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Enset, Ethiopia's remarkable 'tree against hunger' flowers at Kew Gardens for the first time

Enset, Ethiopia's remarkable 'tree against hunger' flowers at Kew Gardens for the first time
A small house in Ethiopia completely surrounded by enset plants. Scientists studying this remarkable plant have identified it as a 'climate coping strategy' in parts of the country prone to drought. Credit: James Borrell, RBG Kew

Enset (Ensete ventricosum), an African relative of the much-beloved banana plant, is flowering inside of Kew Gardens' Temperate House, marking the very first time this extraordinary plant has produced an inflorescence at the botanic garden. Royal Botanic Gardens, Kew scientists and horticulturists are now encouraging visitors to hurry up and see the plant in bloom, as due to its monocarpic nature, the plant will flower only once and die.

Known by some as the Ethiopian banana, the Abyssinian banana, or even the false banana, RBG Kew scientists and partners refer to enset as the "tree against hunger." Thanks to its remarkable versatility, drought resistance, and disease tolerance, enset is a staple source of nutrition for more than 20 million people in Ethiopia.

Reaching up to ten meters in height, as few as 15 enset plants can feed a person for an entire year, often propping up diets during periods of drought or when other crops fail. In fact, a recent study published by RBG Kew scientists and partners, has identified enset as a 'climate-coping strategy' in Ethiopia's drought-prone regions.

According to the research, Ethiopian smallholder farmers choose to plant more enset directly in response to drought. Research at RBG Kew has also uncovered the spectacular genetic diversity of enset with the potential to strengthen and feed millions more people across the region.

However, despite its hunger-tackling properties, you would not want to eat the plant's impressive, banana-like fruit. They are filled with large, black seeds that make them virtually inedible. Instead, farmers consume the plant's giant pseudostem and underground corm, scraping these parts into a starchy pulp that is fermented in a pit for up to 12 months, before being processed into a bread-like food called kocho.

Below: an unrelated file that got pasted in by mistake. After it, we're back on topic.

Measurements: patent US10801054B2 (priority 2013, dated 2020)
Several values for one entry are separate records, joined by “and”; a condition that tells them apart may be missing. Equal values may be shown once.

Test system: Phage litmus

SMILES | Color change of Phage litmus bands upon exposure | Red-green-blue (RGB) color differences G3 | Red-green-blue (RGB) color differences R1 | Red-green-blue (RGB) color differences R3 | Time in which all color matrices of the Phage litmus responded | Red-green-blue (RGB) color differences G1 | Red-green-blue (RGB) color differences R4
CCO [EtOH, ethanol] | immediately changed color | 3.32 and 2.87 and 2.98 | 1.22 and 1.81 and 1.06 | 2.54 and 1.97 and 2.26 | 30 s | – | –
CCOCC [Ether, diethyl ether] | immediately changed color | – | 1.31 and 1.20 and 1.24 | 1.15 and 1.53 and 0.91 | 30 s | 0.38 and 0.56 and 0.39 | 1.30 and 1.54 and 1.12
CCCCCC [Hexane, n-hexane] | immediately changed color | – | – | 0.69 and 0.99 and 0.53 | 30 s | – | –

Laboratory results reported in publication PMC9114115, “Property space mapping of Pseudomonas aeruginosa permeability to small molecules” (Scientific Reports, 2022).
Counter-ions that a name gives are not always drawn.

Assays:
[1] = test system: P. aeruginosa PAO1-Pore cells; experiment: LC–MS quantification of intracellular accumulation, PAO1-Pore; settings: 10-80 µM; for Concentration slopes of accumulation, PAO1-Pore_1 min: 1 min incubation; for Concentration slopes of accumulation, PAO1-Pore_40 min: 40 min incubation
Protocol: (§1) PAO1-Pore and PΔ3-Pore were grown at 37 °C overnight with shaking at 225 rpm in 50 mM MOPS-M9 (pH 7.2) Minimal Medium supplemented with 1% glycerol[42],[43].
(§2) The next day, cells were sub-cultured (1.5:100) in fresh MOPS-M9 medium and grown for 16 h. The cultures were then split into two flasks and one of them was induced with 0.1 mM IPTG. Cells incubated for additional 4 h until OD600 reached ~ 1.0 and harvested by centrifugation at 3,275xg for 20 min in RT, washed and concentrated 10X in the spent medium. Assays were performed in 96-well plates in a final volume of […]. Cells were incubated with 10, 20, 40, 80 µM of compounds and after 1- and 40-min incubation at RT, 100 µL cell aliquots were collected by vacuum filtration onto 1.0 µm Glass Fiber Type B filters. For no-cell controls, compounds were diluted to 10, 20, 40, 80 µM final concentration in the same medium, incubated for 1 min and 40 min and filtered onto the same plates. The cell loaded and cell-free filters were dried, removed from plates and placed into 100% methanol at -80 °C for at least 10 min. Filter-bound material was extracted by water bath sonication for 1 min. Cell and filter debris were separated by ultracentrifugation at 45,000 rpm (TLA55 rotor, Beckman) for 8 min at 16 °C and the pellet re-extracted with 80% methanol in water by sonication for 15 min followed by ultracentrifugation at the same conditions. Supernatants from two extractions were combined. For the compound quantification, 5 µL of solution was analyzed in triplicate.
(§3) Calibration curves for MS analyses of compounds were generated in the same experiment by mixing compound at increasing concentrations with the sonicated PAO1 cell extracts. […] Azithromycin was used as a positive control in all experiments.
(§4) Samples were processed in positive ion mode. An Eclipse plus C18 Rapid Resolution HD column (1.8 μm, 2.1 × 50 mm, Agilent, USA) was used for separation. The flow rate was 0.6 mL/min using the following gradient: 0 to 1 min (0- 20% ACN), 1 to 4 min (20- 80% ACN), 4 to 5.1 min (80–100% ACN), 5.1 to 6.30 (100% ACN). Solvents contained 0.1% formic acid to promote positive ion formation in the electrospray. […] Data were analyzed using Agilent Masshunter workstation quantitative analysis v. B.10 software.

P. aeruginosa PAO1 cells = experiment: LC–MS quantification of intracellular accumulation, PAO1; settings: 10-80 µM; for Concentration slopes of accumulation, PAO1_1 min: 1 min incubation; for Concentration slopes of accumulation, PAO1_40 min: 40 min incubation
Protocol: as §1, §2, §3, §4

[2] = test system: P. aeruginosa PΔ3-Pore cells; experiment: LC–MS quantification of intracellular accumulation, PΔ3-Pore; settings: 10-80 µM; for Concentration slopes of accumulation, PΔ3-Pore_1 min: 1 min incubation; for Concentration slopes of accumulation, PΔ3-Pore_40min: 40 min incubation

Enset, Ethiopia's remarkable 'tree against hunger' flowers at Kew Gardens for the first time
Dr James Borrel standing next to the younger enset plant after it was put on display at the Temperate House in Kew Gardens, West London, the world's biggest surviving Victorian glasshouse. Credit: James Borrell, RBG Kew

Dr. James Borrell, Research Leader in Trait Diversity and Function at Kew, says, "Not many people have heard of enset out of Ethiopia and that's a shame because this truly remarkable plant is a vital source of nutrition for millions of subsistence farmers across the region. Enset has a unique set of characteristics that set it apart from other familiar crops; most importantly it's a perennial and can be planted and harvested at any time. As a result, farmers can treat enset as a 'green asset' to buffer against food shortages when other crops fail or are otherwise unavailable, much like a bank account for food. It is no surprise then that Ethiopians frequently refer to enset as the 'tree against hunger.'"

The flowering enset is one of two E. ventricosum specimens that arrived at Kew's nurseries in 2019, measuring just 30cm tall. Prior to their planting in the iconic Temperate House, Kew's horticulturists nurtured the related species E. superbum, which flowered inside the conservatory in 1991.

Previously, Kew's living collections also housed the species E. lecongetti and E. livingstonianum, the latter of which is native from West Tropical Africa to Malawi.

Enset, Ethiopia's remarkable 'tree against hunger' flowers at Kew Gardens for the first time
One of two flowering enset plants (Ensete ventricosum) at the Royal Botanic Gardens, Kew in London has produced an impressive inflorescence. However, once the flowering period is over, the monocarpic plant will die and have to be replaced with a new specimen. Credit: Sebastian Kettley, RBG Kew

Kew's horticulturists introduced the enset into the South Octagon of the Temperate House in 2020 once it hit a height of 1.5 meters. However, just a year later, the plant was big enough to be moved into a permanent display in the south beds where it has remained since. Today, both enset plants dominate their immediate surrounding with a large canopy of leaves towering over the visitors' head.

As with all monocarpic plants, the enset will die once the flowering period is over. However, a healthy specimen will be selected as its replacement to keep the display going.

David Cooke, Temperate House Supervisor, says, "The enset arrived at Kew in 2019, measuring no more than 30 centimeters in height—pretty much a baby compared to the impressive plant we see in the Temperate House today. Kew's horticulturists took care of it in the lower nurseries before it was mature enough to find a permanent home inside of the historic conservatory. Seeing the enset in flower now is a somber reminder that its time with us is coming to an end but also a testament to the wonderful work our horticulturists and scientists carry out to learn more about the natural world and to protect this planet's biodiversity."

Citation: Enset, Ethiopia's remarkable 'tree against hunger' flowers at Kew Gardens for the first time (2023, April 13) retrieved 27 September 2023 from
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